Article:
Newly discovered artifacts are evidence of humans living in Australia between about 46,000 and 51,000 years ago, researchers say, making them some of the earliest traces of aboriginal settlement there.
The artifacts included what was left of a shellfish meal and were found in a cave on Barrow Island off the coast of northwestern Australia, according to a study in the journal Quaternary Science Reviews. They paint a picture of a society that adapted to its surroundings and made use of the resources available.
While it’s more isolated now, at the time the ancient aboriginal people migrated to Australia and up until several thousand years ago, Barrow Island was a coastal desert connected to the mainland by a land bridge that is now underwater.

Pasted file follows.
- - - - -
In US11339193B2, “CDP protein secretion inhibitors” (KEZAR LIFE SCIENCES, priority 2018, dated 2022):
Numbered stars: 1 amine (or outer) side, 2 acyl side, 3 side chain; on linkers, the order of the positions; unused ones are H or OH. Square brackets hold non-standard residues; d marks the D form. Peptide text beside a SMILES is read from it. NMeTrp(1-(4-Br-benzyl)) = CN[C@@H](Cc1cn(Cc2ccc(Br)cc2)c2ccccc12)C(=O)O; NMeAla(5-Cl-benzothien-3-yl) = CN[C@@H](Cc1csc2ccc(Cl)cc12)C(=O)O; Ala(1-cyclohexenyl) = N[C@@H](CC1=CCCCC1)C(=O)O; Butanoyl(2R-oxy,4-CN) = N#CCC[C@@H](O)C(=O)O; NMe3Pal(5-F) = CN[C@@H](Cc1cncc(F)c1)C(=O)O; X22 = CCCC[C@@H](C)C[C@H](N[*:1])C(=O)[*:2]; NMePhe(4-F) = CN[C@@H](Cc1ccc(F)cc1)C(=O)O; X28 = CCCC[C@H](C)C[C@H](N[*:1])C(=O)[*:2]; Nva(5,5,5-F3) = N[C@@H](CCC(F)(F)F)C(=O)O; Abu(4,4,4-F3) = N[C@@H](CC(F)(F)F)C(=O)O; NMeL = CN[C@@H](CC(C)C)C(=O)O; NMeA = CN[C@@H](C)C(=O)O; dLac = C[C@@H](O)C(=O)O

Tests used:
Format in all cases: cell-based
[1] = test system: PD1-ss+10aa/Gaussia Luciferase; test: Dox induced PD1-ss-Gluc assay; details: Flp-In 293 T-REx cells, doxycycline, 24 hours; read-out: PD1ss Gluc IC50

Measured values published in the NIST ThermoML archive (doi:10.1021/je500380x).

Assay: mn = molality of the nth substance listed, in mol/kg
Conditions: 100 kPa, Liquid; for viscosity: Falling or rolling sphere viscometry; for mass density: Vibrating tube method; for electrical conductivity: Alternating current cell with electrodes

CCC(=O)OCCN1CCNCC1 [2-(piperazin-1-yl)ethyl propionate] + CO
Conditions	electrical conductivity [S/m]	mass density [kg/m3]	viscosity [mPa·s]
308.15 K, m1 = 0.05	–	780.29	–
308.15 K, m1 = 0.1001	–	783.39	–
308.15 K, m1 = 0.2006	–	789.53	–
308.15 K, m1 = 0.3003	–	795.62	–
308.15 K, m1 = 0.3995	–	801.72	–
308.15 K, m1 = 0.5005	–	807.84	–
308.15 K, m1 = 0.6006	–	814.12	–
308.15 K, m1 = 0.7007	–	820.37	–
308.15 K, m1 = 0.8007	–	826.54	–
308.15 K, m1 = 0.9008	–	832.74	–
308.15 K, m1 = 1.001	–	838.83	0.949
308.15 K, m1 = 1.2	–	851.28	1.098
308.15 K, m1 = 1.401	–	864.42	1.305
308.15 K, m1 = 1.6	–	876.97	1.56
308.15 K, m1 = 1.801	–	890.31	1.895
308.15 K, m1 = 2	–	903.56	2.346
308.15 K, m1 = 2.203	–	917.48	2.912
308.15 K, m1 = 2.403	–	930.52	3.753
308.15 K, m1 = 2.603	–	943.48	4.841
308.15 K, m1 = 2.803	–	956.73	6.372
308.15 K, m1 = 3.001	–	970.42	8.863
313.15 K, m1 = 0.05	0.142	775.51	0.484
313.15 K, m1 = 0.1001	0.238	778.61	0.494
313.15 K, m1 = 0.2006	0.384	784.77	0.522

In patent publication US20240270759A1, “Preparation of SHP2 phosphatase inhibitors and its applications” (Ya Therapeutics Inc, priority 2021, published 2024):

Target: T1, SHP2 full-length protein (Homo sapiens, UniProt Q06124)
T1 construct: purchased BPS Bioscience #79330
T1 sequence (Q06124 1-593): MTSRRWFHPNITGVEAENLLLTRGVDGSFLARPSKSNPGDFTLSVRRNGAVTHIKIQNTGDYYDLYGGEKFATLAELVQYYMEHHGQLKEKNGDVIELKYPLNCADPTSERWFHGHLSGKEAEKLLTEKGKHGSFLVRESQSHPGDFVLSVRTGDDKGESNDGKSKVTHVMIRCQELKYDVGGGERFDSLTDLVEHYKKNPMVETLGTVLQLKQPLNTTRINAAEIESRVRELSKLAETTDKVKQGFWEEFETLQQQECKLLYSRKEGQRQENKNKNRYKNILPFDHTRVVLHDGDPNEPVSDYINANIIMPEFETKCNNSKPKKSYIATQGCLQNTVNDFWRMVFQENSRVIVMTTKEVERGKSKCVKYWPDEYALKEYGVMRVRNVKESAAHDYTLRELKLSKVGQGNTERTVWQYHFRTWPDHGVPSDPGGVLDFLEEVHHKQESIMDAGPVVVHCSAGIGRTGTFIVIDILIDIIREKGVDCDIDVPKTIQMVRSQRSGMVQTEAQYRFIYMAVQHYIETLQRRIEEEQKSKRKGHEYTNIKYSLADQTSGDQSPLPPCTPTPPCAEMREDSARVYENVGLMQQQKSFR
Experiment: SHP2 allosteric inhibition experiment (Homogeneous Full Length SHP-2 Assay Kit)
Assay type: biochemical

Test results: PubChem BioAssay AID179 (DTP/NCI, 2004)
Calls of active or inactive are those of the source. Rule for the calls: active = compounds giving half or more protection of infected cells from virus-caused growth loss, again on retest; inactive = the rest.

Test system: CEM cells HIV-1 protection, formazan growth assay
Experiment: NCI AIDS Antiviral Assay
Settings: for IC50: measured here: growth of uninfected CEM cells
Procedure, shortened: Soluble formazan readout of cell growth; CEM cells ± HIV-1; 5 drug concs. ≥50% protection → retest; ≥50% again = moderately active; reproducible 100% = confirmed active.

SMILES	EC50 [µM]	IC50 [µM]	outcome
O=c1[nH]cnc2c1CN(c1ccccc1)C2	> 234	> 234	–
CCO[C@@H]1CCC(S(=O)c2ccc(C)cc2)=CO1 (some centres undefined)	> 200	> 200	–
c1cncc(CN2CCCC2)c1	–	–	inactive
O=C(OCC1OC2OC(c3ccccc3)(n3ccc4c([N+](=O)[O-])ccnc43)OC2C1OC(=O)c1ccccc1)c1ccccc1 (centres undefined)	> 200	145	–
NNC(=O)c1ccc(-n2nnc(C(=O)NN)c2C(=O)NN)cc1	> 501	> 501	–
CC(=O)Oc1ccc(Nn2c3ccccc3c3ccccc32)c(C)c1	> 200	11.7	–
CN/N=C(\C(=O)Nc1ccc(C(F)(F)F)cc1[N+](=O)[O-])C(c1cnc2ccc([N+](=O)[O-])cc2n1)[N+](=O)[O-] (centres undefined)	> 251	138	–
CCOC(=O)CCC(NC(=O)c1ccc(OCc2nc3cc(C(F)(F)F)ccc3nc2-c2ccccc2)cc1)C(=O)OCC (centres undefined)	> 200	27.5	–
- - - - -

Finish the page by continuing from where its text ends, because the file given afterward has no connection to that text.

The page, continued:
“Archaeological deposits … reveal some of the oldest evidence for Aboriginal occupation of Australia, as well as illustrating the early use of marine resources by modern peoples outside of Africa,” according to the study. “First occupation occurs between [51,100 and 46,200 years ago], overlapping with the earliest dates for occupation of Australia.”
In the limestone Boodie Cave, researchers found charcoal, shell and other animal remains and stone artifacts, the researchers say, and the thousands of items the early humans left behind show they adapted to a changing, arid environment. The hunter-gatherers started to use marine creatures in their diet 42,500 years ago, the earliest known time this happened in Australia, and “despite fluctuating sea levels and dramatic extensions of the coastal plain,” the people kept using those marine resources.
“Although the coastal areas where the first inhabitants of our continent lived now lie under water, the team…